Format: Hardcover, First Edition, 2008
Reading Time: about 14 hours
As the third book in the Mistborn Trilogy, The Hero of Ages both delights and frustrates at the same time. Is the payoff worth it? Continue reading to find out…
We’ve reached the conclusion of the Mistborn trilogy only to find that the world is coming to end. The pace of the story starts off rather slow, despite a few combat scenes, as the world starts to collapse. Ash is piling up waist-high, and no one can figure out how to fix things. Much of the early story focuses on Vin and Eland as they follow the clues left behind by the former Lord Ruler. The march armies around the land, looking for the Lord Ruler’s secret caches and fighting off the brutal Koloss.
My favorite new plot thread, however, had to do with the emergence of Spook. As a boy in the former books, he played an inconsequential role, but here he begins to gain powers and becomes a leader. His story is compelling and enjoyable, a welcome relief to not only Vin and Eland spinning their wheels, but also to Sazed continuing his monotonous quest to question the purpose of life, as he sifts through the last of the religious beliefs contained within his metalminds while looking for answers.
As the story progresses, Sanderson begins to drop pieces of the puzzle in place. As reveal after reveal occurs, increasing in frequency right up to the amazing end, I had to sit back in amazement as the story ended. Only then can you truly appreciate the intricacy and detail of the story, how much everything was planned out in advance, and the scope of imagination that Sanderson possesses. Sazed’s quest to find the perfect religion, the use of metalminds (immune to Ruin’s influence), the origins of the Koloss and Kandra, the Lord Ruler’s creations and his preparations, the atium cache, the force known as Preservation – the puzzle pieces all fit together and leave you with a completed image that is astounding. Never before have I read something like this, and it took some time to absorb it all and truly appreciate it.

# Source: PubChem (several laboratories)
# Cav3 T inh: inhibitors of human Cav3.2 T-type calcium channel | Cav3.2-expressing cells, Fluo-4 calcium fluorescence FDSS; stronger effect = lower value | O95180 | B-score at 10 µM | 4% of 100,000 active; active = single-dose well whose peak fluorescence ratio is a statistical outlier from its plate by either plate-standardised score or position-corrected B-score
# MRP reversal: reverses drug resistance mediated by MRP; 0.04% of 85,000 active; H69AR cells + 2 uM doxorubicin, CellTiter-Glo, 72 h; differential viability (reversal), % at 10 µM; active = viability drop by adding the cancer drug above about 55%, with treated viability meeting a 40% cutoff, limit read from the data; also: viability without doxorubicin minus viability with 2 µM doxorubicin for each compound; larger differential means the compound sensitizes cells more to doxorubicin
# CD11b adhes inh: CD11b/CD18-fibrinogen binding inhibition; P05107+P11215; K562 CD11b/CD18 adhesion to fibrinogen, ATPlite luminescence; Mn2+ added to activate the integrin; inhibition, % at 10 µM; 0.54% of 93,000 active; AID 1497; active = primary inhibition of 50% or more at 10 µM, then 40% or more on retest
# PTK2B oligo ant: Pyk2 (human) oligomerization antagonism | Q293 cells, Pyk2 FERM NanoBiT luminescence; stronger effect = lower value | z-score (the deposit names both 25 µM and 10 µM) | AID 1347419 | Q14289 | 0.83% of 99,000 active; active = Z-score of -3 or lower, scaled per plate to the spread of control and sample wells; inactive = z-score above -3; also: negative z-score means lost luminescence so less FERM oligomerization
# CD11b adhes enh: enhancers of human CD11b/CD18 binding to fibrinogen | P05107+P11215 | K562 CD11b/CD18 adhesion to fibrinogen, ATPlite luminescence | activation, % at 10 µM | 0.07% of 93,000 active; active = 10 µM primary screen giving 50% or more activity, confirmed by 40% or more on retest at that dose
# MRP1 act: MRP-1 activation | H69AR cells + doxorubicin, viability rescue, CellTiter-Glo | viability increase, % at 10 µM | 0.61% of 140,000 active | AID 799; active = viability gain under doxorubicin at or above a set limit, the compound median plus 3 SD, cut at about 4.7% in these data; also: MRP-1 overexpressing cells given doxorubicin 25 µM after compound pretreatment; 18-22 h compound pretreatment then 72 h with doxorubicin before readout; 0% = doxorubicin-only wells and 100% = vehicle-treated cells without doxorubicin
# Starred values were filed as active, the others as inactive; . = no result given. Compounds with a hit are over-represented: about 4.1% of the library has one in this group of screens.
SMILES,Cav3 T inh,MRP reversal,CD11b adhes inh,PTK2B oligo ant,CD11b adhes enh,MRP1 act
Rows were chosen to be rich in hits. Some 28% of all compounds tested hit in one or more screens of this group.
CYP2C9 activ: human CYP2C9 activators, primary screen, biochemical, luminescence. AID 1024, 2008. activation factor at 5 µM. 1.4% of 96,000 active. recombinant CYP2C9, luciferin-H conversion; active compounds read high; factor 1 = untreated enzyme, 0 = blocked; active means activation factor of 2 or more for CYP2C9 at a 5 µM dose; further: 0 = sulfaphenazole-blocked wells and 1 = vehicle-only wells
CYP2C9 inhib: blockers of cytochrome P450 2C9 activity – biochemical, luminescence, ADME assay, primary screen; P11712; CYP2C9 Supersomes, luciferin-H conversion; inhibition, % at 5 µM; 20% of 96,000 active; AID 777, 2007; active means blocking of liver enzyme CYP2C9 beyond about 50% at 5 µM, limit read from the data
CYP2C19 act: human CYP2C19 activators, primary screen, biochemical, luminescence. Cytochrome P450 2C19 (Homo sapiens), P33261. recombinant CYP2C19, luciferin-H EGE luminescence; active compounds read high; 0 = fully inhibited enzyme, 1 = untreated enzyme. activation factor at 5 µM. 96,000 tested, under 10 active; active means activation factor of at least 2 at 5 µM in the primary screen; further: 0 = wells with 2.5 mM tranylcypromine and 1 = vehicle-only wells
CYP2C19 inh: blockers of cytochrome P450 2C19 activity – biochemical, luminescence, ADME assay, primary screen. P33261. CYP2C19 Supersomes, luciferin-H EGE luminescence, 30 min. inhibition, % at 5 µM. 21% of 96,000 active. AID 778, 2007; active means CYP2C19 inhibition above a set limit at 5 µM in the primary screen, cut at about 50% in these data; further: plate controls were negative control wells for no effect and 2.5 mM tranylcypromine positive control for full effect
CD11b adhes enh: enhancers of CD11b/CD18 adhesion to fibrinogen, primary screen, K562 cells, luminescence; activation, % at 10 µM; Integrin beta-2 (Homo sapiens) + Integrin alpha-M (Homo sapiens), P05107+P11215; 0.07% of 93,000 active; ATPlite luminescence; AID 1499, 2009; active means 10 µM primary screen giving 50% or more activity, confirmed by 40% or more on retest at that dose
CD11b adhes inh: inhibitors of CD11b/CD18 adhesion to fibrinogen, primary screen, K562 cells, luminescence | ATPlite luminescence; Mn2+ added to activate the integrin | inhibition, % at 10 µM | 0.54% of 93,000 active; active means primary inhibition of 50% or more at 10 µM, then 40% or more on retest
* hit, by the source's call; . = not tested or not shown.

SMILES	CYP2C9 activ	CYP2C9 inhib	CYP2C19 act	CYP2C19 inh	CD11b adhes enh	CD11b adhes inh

Another aspect I appreciate is how the major plot point, the end of the world, is resolved. From the start of the book you can see that the world is going to end. I was apprehensive about how Sanderson would handle it: would he allow the world to end, killing all his characters and leaving a bad taste in my mouth; or would he save the world using a Deus Ex Machina? Happily, neither is the case, which is why I was so satisfied with ending, despite the deaths of some of my favorite characters.
The story is not without a few flaws, the main one being that the evil entity from the previous book, now known as Ruin, is supposed to be able to change the writing of text, and even words that people speak. However, it rarely does so, allowing people to plan and plot against it. It seems to me that it would be far easier to influence words, rather than trying to get metal spikes into people so that they could be manipulated. However, this is a minor quibble and doesn’t affect my enjoyment of the story.
In conclusion, Mistborn has to be one of the most imaginative, innovative series I’ve read in a long time. In a world of Tolkien derivatives, Sanderson takes a risk and reaches for something different, and in my opinion succeeds. Despite chapters that mire the pace of the story, I highly recommend this book and the series as a whole…it is well worth following to the epic conclusion.